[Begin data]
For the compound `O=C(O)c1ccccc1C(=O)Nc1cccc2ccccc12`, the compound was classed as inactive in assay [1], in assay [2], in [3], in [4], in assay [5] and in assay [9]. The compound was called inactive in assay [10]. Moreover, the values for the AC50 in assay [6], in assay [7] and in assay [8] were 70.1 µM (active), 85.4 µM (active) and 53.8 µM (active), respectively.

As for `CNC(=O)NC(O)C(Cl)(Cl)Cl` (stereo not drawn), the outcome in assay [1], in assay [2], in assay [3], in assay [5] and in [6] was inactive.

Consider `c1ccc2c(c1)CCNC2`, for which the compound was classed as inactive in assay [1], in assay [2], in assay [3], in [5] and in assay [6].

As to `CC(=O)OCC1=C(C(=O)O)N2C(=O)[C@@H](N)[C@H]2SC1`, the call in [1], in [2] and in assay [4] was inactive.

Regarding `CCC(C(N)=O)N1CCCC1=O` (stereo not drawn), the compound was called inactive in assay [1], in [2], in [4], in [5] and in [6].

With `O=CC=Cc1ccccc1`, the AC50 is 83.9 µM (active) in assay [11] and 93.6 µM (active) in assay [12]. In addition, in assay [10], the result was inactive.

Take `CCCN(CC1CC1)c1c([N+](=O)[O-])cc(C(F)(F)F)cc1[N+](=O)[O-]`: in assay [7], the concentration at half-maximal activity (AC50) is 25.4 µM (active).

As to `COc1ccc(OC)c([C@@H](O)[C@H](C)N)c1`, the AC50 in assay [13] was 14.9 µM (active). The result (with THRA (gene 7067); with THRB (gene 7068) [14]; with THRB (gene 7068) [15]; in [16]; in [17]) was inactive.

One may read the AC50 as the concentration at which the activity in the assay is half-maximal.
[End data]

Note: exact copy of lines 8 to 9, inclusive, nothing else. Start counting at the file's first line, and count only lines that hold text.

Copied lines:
As to `COc1ccc(OC)c([C@@H](O)[C@H](C)N)c1`, the AC50 in assay [13] was 14.9 µM (active). The result (with THRA (gene 7067); with THRB (gene 7068) [14]; with THRB (gene 7068) [15]; in [16]; in [17]) was inactive.

One may read the AC50 as the concentration at which the activity in the assay is half-maximal.